Famed feminist Gloria Steinem recently called out women who supported presidential candidate Senator Bernie Sanders, suggesting women who support Senator Sanders are doing so because they are looking to meet men. But Steinem, a white feminist, may be missing several key points on what is making young feminists gravitate to Senator Sanders.
Senator Sanders is the first presidential candidate so far to really address Native Americans and their issues. I am as much Native American as I am woman. I know that, according to the Department of Justice, Native American women suffer domestic violence at a 50 percent higher rate than other minorities. While I will openly admit that I am going to vote for former Secretary Hillary Clinton, and have given many hours phone banking and organizing her, I also openly admit that I have been disappointed by her lack of Native American outreach. I contacted her campaign and asked to help with outreach for the Native vote, but have never heard anything. I have not seen any Native policies laid out on her website. Even though she may be my candidate, an important part of politics is holding your politicians accountable. I’ve seen former secretary Clinton progress on things like the Keystone pipeline and other issues important to progressive voters, but I am still waiting on her to address Indian Country.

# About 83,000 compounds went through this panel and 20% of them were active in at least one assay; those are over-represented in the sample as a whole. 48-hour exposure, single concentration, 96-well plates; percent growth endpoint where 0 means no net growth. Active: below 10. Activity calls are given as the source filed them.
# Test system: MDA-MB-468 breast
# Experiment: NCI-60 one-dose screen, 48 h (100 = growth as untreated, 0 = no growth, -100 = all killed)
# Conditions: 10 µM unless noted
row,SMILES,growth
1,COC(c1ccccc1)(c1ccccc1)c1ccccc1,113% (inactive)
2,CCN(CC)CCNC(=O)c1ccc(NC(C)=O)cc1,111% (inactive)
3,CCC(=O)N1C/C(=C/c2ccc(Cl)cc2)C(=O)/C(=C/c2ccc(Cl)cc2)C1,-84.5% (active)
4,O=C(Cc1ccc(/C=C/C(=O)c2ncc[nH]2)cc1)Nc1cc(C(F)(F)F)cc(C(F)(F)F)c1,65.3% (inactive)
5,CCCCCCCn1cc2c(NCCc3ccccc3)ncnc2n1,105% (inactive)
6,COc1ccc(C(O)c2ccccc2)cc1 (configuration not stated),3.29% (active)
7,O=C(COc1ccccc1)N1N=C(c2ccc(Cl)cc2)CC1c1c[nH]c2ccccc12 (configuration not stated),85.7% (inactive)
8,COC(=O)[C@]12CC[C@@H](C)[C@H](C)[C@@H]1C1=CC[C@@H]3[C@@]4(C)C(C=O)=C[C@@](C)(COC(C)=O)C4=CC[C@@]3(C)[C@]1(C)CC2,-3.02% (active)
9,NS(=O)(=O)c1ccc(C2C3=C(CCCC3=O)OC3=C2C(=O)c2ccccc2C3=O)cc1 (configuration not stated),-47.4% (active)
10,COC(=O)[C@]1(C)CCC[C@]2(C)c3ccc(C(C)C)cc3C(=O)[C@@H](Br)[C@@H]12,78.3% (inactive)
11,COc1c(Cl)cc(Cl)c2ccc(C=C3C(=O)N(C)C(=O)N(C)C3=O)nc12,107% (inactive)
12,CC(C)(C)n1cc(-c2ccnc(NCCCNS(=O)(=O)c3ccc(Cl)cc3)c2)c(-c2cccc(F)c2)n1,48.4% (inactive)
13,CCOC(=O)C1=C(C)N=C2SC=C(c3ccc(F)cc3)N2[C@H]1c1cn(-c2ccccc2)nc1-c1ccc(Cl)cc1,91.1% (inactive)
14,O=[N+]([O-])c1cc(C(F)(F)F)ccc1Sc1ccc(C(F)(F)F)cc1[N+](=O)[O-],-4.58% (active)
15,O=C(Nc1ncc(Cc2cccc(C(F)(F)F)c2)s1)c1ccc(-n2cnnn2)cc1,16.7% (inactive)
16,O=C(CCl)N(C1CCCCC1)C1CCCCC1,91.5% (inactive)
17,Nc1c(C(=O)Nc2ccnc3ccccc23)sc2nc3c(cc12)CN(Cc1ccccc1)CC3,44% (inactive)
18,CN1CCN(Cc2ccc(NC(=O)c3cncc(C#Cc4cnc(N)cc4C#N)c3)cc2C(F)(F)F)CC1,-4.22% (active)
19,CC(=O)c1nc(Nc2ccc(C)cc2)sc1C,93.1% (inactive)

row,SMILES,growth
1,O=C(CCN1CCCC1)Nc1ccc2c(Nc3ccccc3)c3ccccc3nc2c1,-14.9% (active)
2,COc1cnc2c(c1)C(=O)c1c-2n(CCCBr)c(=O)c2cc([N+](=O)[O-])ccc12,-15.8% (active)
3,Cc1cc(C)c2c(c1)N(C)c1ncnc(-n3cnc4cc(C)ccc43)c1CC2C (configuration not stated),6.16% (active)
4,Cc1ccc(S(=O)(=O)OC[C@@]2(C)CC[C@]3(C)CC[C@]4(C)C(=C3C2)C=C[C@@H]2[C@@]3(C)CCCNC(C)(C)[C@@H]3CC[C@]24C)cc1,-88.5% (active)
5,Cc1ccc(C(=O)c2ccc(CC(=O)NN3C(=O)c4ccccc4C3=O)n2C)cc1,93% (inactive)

White feminists cannot truly relate to Native issues; they can sympathize, but they can never really know what it’s like to grow up as a Native woman. While white feminist urge that there is a special place in hell for women who do not support other women, white feminist do not realize that hell is a concept forced upon Native people. We have already been to hell, ask my grandmother about the Indian Boarding school she was forced to attend. My grandmother’s personal hell is one Native families carry, and their historical trauma is passed on through generations. With our higher poverty rates and higher addictions rates, many Native kids already grow up in harsh conditions which seem hellish. We should neither be ashamed nor afraid to hold our presidential candidates accountable and ask them how they will fight for us.
Native voters both men and women are watching both candidates, and this is evidenced by Tamar County in Iowa where the Meswaki tribe overwhelming voted for Senator Sanders. If Secretary Clinton wants to secure more of the young Native vote, she must bring us in, she must let our voices be a part of her campaign. Our voices must be heard, and there is nothing un-feminist about demanding so.
Jennifer K. Falcon is an enrolled member of the Fort Peck Assiniboine Sioux tribe. She grew up an urban Indian in Denver, and is now a progressive political organizer in San Antonio Texas.